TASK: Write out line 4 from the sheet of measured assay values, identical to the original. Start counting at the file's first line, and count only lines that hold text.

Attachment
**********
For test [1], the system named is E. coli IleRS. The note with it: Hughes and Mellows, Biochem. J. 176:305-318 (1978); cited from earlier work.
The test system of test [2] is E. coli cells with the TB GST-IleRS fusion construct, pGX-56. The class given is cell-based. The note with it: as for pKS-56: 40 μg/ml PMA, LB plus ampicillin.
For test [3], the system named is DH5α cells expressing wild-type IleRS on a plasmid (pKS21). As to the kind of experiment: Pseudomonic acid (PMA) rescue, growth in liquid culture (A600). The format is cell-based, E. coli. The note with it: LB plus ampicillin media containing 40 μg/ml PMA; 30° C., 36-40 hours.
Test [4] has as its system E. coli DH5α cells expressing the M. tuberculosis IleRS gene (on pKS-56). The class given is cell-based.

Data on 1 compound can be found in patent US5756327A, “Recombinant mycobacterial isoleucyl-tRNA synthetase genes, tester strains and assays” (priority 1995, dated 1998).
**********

Test [4] has as its system E. coli DH5α cells expressing the M. tuberculosis IleRS gene (on pKS-56). The class given is cell-based.